They’ve been waiting for answers for almost a year now. Last January, Bryan Kohberger was charged with the murders of four University of Idaho students — Kaylee Goncalves, Madison Mogen, Xana Kernodle and Ethan Chapin — in a Moscow, Idaho, rental home. Not long after, a gag order was issued, effectively stopping the flow of information to the victims’ families. Recently, Kohberger waived his right to a speedy trial so his defense team could have more time to prepare, which the prosecutor called “a smart move,” given the mountains of evidence — much of which authorities have managed to keep secret.
But now a bombshell report has revealed shocking new details about that horrific night. According to online newsletter Air Mail, the grand jury was told that the two roommates who were also in the house at the time and survived “allegedly had not only been awake while the killings had taken place but that they had heard everything. More astonishingly, sources alleged that the two girls had been texting one another as the murderer methodically went from one room to the next.” Adding to the mystery, the story also claims there’s another, secret witness.
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Initially, cops suggested that the roommates had slept through the massacre. But an affidavit later revealed that one of the women was awakened by what sounded like Goncalves playing with her dog, then heard “who she thought was Goncalves say something to the effect of ‘there’s someone here,’” followed by crying. The woman opened her door to see a masked man walk by, which left her “frozen … in shock.” Still, no one called 911 until the next day. According to Air Mail, there is a witness who can explain the sequence of events, but the FBI is protecting his or her identity.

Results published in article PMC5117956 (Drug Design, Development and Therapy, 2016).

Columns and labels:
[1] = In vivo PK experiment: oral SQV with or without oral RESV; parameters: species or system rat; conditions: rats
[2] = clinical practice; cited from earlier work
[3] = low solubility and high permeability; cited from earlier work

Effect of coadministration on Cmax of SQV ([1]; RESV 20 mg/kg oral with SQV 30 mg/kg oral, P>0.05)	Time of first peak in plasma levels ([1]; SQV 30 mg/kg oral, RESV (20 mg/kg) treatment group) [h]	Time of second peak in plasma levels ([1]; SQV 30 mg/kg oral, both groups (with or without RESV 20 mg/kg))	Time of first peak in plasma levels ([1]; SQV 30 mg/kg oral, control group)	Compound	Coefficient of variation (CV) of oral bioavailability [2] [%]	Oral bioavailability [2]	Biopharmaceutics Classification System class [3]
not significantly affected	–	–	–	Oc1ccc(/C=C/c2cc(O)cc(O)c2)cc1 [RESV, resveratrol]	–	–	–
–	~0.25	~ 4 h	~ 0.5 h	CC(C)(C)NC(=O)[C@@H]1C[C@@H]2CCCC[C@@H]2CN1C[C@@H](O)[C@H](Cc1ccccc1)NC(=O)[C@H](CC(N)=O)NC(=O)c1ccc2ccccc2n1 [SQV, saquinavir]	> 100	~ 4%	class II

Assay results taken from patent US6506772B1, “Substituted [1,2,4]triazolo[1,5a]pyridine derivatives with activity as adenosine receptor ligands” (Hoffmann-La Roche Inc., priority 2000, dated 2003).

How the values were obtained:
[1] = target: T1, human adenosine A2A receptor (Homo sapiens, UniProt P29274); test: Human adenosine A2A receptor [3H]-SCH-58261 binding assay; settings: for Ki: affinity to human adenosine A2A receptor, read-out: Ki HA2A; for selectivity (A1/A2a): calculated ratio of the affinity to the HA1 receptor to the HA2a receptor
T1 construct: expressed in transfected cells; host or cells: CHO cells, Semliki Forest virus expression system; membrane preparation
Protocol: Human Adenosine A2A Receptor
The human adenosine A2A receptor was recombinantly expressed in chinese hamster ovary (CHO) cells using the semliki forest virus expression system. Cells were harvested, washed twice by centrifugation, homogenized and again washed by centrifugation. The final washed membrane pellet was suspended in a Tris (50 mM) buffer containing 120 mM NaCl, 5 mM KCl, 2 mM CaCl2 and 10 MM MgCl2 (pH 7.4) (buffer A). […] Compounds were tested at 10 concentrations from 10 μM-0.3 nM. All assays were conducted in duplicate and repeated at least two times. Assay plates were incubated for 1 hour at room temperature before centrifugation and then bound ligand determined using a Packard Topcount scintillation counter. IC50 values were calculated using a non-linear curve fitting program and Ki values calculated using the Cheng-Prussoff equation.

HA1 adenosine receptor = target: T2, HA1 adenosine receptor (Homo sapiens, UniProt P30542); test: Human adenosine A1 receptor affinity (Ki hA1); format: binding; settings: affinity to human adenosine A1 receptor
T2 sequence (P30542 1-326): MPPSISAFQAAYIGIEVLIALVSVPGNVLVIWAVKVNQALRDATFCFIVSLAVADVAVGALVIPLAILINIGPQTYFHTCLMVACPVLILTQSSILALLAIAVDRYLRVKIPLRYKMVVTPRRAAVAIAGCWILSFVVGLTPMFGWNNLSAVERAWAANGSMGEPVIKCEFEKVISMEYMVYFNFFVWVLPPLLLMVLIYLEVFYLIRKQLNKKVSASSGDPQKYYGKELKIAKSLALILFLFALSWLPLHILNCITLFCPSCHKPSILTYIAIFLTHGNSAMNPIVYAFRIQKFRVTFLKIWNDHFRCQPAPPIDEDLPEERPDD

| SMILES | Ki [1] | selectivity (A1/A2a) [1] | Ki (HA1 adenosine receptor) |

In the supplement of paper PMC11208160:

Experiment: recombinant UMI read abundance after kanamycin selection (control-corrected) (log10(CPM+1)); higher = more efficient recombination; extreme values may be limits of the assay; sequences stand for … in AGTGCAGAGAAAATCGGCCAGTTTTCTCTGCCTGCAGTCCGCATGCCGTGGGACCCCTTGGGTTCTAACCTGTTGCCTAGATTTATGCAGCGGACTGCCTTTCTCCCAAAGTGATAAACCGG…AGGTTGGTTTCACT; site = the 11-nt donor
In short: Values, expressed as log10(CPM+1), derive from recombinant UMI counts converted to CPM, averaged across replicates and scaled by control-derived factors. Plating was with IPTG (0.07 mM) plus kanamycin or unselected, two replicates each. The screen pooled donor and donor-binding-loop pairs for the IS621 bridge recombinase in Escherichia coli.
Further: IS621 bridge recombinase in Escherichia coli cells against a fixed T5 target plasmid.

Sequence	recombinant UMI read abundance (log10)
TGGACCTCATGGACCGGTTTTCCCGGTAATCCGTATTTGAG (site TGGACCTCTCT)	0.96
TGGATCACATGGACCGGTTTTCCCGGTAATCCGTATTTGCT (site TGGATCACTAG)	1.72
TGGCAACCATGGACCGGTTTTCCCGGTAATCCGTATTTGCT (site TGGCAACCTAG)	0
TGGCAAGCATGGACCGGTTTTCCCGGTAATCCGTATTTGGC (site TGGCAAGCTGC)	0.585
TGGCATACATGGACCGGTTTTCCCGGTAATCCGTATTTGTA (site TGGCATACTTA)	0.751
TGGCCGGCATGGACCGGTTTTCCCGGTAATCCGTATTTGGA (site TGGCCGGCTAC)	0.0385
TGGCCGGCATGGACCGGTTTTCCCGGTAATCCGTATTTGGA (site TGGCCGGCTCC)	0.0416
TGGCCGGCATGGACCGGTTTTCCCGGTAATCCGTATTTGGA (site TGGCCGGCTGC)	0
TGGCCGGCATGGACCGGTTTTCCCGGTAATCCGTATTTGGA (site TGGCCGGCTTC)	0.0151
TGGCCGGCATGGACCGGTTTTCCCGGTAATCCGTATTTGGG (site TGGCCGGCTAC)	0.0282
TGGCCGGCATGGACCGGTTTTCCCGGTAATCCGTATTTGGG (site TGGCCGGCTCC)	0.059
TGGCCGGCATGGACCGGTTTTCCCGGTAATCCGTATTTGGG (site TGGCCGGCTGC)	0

So what really happened that night? “I think there was a lot of weird stuff going on in that house,” former Chicago police officer Steve Wilkos, who helps solve crimes on his talk show but is not involved in this case, exclusively tells In Touch. “If I woke up and there was this strange masked guy, I don’t know if I’d just shut my door and go back to sleep. So I’m looking forward to more details coming out during the trial.” It could be a long wait: Experts predict Kohberger won’t face a jury until next year.
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